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WSU wants more international students

WSU bets on new recruits for revenue, research shows nationwide decline

Sheng-Chieh+%22Jay%22+Kuo+shows+where+Taiwan%2C+his+home%2C+is+in+comparison+to+other+students+in+the+INTO+program.+This+is+his+first+year+in+the+United+States.
Sheng-Chieh

Sheng-Chieh "Jay" Kuo shows where Taiwan, his home, is in comparison to other students in the INTO program. This is his first year in the United States.

LIHN NGUYEN | The Daily Evergreen

LIHN NGUYEN | The Daily Evergreen

Sheng-Chieh "Jay" Kuo shows where Taiwan, his home, is in comparison to other students in the INTO program. This is his first year in the United States.

LINH NGUYEN, Evergreen reporter

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Despite a lower number of international students enrolling in universities nationwide, WSU still hopes to grow its international student enrollment through a recruitment and retention program called INTO.

According to a nationwide study of 500 colleges by the Institute of International Education, there are fewer international students enrolling in U.S. universities. Currently, about 7 percent of the WSU student population on campus is made up of international students.

Led by International Programs Vice President Asif Chaudhry, INTO is a collaboration between the Office of International Programs and the Office of the Provost.

Through INTO’s partner program, the Intensive American Language Center, Sheng-Chieh “Jay” Kuo is currently learning English to prepare him for his college career at WSU. Kuo is a sophomore planning to study business and marketing and is in his first year of living in the U.S.

“I chose the program to study English,” Kuo said. “It’s more about studying. You need to apply yourself to meet [requirements].”

Kate Hellmann, academic director of the Intensive American Learning Center, said International Admission officers select students for the INTO program based upon the criteria within their admissions papers. She said the program is designed to help international students succeed during their time at WSU.

The INTO program provides pathways, she said, which are a combination of English language courses as well as classes designed to keep non-native English speakers in mind.

Pathways are typically two semesters where students pay for services to accommodate their academic and extracurricular needs.

Kuo said the program is categorized into levels, depending on a student’s English proficiency. For undergraduate students, he said, there are five levels within a pathway. However, graduate students are allowed six levels of the pathway to better prepare them for their graduate studies.

There are currently 236 students in the entire INTO program, with 10 students in Kuo’s level of classes.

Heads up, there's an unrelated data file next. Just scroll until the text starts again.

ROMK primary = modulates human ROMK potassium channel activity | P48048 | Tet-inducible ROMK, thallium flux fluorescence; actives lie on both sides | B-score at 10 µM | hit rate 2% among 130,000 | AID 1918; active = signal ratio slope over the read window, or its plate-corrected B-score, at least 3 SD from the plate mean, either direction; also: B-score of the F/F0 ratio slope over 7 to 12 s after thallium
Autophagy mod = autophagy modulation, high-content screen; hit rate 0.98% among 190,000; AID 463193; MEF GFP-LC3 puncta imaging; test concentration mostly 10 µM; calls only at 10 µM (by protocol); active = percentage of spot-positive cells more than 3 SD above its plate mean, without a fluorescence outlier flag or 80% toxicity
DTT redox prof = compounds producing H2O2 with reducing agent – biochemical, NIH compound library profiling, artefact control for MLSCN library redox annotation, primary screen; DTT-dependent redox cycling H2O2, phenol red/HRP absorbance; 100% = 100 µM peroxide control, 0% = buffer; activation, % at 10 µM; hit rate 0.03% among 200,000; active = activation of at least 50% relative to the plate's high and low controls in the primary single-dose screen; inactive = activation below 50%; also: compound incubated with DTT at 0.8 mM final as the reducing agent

Hellmann said on average, 85 percent of the students enrolled in the INTO program passed or progressed. This means they either advanced into another level of English, moved on to another semester of a pathway or moved out from the program and transitioned into typical college classes.

Through the admissions process, Kuo was initially enrolled in level two, where he watched short videos in English, had timed writes, weekly grammar tests and official speaking tests.

This semester, Kuo progressed from level two and is currently enrolled in level three of the INTO program.

Here, his classes are similar, but all the homework is extended. Kuo said his videos went from being 2-3 minutes to 5-6 minutes long. Level three is also much more focused on grammar and listening, which is more difficult, said Kuo.

Kuo said he pays a little more than 1 million New Taiwan Dollars for all his expenses at WSU, which is about $34,000 in U.S. dollars. International students on average pay about $17,000 more in tuition and fees than domestic students and pay about $2,000 more than out-of-state students.

Although enrolling in the program was an extra expense, Kuo said it has drastically improved his English skills.

“I talked to people in the U.S. and say ‘I’m sorry my English is not well,’ but they say it’s OK,” Kuo said.

Although Taiwan has many opportunities to learn English, Kuo spent most of his years studying and performing acrobatics. As this took up most of his time, he never had the opportunity to properly attend English classes.

“I rarely speak English in my own country,” Kuo said. “I just speak Chinese.”

He was not formally recruited by WSU’s admission team. Instead, he attended a cram school in Taiwan, which are specialized schools to help students get accepted into high schools or universities. WSU was one of the schools on a list of American universities Kuo qualified for.

WSU also recruits international students through professional recruiters who help students learn about the application process at WSU. They provide information on tuition costs and fees, as well as administer an official test for students to measure their English proficiency.

By offering an environment for international students to be treated like any WSU student on campus, Hellmann said that the INTO program partnership would hopefully increase the enrollment of international students.

“The internationalization of WSU is really enriching the experience of all students,” Hellman said.

Correction: There are 236 students enrolled in the INTO program, not 80.

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WSU wants more international students